Bay of Souls: A Novel by Robert Stone

Bay of Souls: A Novel

byRobert Stone

Kobo ebook | June 2, 2004

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From a National Book Award–winning author: An obsessive love leads a man into a spiral of corruption and crime in a novel “as frightening as it is hypnotic” (*Booklist*).

Robert Stone's remarkable novel is a psychological thriller of razor-sharp intensity: mysterious, erotic, and deeply readable.

Michael Ahearn, a professor at a rural college, sheds his comfortable assumptions when he becomes obsessed with a new faculty member from the Caribbean, Lara Purcell. An expert in Third World politics, Lara is seductive, dangerous—and in thrall, she claims, to a voodoo spirit who has taken possession of her soul.

Impassioned and determined, Michael pursues Lara to her native island of St. Trinity, heedless of the political upheaval there. Together they desperately attempt to reclaim all that Lara has lost. Yet island intrigue ensnares them. Lara sacrifices herself to ritual and superstition. Michael is caught unawares in a high-stakes smuggling scheme. In his feverish state of mind, the world becomes an ever-shifting phantasmagoria. He is, himself, possessed.

In Bay of Souls, readers will recognize the trademarks of Stone's greatest fiction: the American embroiled in Third World corruption, the diplomats and covert operatives, the idealists and opportunists. Yet here the author's sights are set inward, to a place where politics is superfluous, experience unreliable. Never before has Stone probed so powerfully the psychological depths of one man's mind. What he finds there defies expectations.

Title:Bay of Souls: A NovelFormat:Kobo ebookPublished:June 2, 2004Publisher:Mariner BooksLanguage:English

The following ISBNs are associated with this title:

ISBN - 10:0547526768

ISBN - 13:9780547526768

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Reviews

Rated 2 out of 5 by from "A bizarre plot with a twist of twentieth century American history" by Bernie Weisz Historian/Vietnam War Pembroke Pines, Florida U.S.A. contact:BernWei1@aol.com Being a historian specializing in America involvement in Vietnam, I tried to take a break in reading nonfiction by delving into Robert Stone's "Dog Soldiers". Seeing Denzil Washington in the recent movie hit "American Gangster" piqued my curiosity in this novel. Besides, I needed a break from constantly reading nonfiction. Reading a novel allows the reader to absorb without constant attention to detail and historical connection. It is also proven to bring up one's reading speed. Thinking topics such as the Vietnam War, the heroin trade that existed during the Vietnam Conflict and CIA complicity in the trade I was expecting an exciting yarn. Regrettably, I was disappointed. I found the characters, in particular "John Converse and his wife, Marge", to be burnt-out losers. You can read other reviews to get an idea of what the plot is about, so without being a "plot-spoiler", I felt that with all the drugged-out corruptness, the infidelity of the protagonist's wife, the illogical decisions made by people bent on profiting by the sale of heroin, this book was a waste of time to read. In trying to get any connection to reality, there was the part early in the story where "Converse", the protagonist, justifies smuggling a couple of kilos from Vietnam into the U.S. by what follows. Stone wrote:"The last moral objection (to smuggling heroin) that Converse experienced in the traditional manner had been his reaction to the Great Elephant Zap of the previous year. That winter, the Military Advisory Command, Vietnam, had decided that elephants were enemy agents bevause the NVA used them to carry things, and there ensued a scene worthy of the Ramayana. Many-armed, hundred-headed MACV had sent forth steel-bodied flying insects (helicopter gunships) to destroy his enemies, the elephants. All over the country, whooping sweating gunners descended from the cloud cover to stampede the herds and mow them down with 7.62 millimeter machine guns. The Great Elephant Zap had been too much and had disgusted everyone. Even the chopper crews who remembered the day as one of insane exhileration had been somewhat appalled. There was a feeling that there were limits. And as for dope, Converse thought, and addicts-if the world is going to contain elephants pursued by flying men, people are just naturally going to want to get high. So there, Converse thought, that's the way it's done. He had confronted a moral objection and overridden it". Obvoiusly, this twisted analogy to justify selling heroin made as little sense to me as the end of the story (what happens to the heroin and the people smuggling it). I need a story that has a semblence of logic, reality and historical connectedness, an attribute I felt "Dog Soldiers" lacked.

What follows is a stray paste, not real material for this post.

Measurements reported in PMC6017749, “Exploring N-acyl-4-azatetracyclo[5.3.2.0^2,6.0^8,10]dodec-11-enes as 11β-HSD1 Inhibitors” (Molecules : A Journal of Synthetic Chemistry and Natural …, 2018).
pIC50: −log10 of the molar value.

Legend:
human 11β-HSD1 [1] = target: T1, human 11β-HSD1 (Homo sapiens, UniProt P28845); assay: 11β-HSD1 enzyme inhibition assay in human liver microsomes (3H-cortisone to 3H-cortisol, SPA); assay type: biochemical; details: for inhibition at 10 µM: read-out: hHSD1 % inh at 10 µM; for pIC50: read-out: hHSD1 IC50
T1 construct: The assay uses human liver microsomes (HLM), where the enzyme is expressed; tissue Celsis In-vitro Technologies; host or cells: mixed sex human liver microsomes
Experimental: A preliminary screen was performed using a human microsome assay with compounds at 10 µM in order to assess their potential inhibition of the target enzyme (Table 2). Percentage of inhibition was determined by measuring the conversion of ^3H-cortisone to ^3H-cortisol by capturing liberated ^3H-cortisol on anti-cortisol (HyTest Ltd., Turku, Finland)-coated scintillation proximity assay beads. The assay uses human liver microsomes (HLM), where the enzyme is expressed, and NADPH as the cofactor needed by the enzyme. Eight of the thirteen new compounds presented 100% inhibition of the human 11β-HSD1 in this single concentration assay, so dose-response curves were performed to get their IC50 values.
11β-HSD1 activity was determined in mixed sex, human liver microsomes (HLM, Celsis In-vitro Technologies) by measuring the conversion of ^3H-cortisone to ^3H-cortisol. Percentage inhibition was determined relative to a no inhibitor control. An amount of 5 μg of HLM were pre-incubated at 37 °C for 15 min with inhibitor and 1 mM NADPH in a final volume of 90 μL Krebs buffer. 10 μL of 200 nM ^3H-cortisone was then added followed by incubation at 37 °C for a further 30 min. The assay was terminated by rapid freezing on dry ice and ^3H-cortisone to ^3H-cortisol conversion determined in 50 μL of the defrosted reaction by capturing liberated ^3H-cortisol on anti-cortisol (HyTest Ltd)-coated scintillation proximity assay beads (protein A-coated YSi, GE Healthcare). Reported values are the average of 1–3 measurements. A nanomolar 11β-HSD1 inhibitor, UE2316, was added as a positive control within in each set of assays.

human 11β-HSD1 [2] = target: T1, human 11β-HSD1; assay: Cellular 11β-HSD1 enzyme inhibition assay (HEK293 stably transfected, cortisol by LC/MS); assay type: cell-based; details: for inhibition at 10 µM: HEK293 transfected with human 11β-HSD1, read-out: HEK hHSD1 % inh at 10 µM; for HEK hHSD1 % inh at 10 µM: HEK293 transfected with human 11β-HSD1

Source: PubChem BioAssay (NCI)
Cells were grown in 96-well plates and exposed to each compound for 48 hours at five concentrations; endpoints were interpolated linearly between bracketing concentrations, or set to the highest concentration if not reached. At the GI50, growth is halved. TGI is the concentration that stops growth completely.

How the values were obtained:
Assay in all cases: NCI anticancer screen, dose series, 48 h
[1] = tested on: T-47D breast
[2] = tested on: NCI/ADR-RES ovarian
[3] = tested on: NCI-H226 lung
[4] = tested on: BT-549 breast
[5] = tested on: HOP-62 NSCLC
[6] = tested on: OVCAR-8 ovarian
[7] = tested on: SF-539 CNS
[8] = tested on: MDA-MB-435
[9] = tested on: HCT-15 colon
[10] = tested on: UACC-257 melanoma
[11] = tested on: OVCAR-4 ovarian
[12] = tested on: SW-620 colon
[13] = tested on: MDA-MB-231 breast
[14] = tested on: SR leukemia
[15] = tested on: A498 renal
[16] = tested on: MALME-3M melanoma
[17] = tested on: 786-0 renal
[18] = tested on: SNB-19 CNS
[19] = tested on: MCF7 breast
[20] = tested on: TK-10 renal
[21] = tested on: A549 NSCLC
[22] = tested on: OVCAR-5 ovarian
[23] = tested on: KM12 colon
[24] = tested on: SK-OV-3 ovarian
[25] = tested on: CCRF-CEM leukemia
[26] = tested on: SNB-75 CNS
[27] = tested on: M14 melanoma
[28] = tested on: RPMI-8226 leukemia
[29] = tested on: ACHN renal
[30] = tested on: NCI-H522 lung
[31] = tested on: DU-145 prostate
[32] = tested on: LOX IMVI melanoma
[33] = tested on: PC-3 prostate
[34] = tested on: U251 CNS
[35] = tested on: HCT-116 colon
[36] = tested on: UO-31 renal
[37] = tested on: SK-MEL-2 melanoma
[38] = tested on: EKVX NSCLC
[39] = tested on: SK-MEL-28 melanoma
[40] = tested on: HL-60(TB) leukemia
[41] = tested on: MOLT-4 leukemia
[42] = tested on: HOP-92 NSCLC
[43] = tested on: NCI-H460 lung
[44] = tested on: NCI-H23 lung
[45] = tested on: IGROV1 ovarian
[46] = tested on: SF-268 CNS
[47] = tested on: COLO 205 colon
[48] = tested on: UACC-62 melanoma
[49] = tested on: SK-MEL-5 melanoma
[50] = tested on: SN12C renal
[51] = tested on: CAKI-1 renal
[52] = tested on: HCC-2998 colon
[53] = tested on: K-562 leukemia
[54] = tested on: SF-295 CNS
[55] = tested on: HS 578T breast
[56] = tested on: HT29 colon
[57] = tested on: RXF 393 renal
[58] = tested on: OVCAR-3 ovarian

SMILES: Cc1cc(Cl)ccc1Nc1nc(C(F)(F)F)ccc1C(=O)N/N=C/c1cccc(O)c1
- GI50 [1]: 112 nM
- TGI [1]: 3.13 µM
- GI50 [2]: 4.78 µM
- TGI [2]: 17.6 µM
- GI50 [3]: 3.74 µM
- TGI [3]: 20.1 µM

Date published: 2010-05-28